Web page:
Lowdown on the shutdown: The economy will be fine

Most of the economic setbacks from a government shutdown would be contained in Washington

Alex Brandon / AP
The US Capitol is illuminated at night as Congress continues to work to avert a government shutdown on Capitol Hill Thursday, April 7, 2011 in Washington. If the government shuts down, there won't be substantial economic consequences, writes guest blogger Diane Lim Rogers.

This morning’s Washington Post could be called the special “Ponder the Shutdown” edition–perhaps the first in a week- or month-long series. For federal workers, most of whom live here in the DC area, these are no doubt scary times, when one is not sure if one will be deemed “essential” and continue to get paid. (Here’s a good FAQ section from today’s Post.) I feel badly for my government-worker friends but continue to believe the adverse effects of a shutdown would be largely contained within the Beltway and that a shutdown would not cripple the economic recovery over the longer run or even immediately, simply because I doubt it would last very long or affect the neediest of households. (Safety-net benefits will still get paid, and although government workers really aren’t paid as highly as their private-sector counterparts, I think they still do well enough to survive any potential blip in their income stream.)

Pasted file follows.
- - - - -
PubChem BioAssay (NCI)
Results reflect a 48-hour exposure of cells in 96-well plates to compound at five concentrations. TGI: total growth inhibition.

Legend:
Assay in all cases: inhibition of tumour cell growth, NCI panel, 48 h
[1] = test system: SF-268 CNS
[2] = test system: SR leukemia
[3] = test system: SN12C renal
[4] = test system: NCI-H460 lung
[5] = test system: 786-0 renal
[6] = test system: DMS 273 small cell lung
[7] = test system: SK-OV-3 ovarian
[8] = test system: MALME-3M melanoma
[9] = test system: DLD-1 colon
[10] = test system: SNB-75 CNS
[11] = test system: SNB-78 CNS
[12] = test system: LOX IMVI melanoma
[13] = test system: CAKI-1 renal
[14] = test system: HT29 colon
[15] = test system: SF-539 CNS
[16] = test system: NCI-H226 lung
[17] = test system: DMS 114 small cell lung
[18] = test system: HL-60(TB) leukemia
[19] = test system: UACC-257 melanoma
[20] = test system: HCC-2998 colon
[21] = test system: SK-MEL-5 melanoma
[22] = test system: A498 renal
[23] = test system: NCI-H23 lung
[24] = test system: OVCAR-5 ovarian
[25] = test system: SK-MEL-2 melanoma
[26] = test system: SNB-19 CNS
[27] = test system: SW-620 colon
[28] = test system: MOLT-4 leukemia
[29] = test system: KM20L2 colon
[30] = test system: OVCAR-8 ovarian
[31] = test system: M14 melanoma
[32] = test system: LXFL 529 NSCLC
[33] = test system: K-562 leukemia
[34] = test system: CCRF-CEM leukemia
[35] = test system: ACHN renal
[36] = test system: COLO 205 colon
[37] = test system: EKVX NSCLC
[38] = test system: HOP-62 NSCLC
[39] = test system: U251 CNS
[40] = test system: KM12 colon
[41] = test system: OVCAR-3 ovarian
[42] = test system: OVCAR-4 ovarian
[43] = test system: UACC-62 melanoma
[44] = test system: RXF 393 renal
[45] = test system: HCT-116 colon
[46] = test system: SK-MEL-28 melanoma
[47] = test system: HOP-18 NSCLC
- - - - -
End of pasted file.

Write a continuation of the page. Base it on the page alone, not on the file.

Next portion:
The threat of the shutdown is hardly about the federal dollars it would save from the shutdown, or even about the continued funding for the current fiscal year (through September) that the disagreement is supposed to be about. The threat of a shutdown amounts to a “shakedown” that each side is using to try to claim intellectual dominance or moral superiority over the other side on the federal budget more generally. And the amounts of attention currently given to the particular unresolved budget issues–about this week, this year, next year, and beyond–seem inversely proportional to the sizes of the problems.

Incidentally, speaking of both “intellectual dominance” and “moral superiority,” it appears that Paul Ryan made a serious blunder asking the Heritage Foundation to do the macroeconomic analysis of his budget plan. (And I would believe that even if Paul Krugman wasn’t the one, among many, to point it out.)

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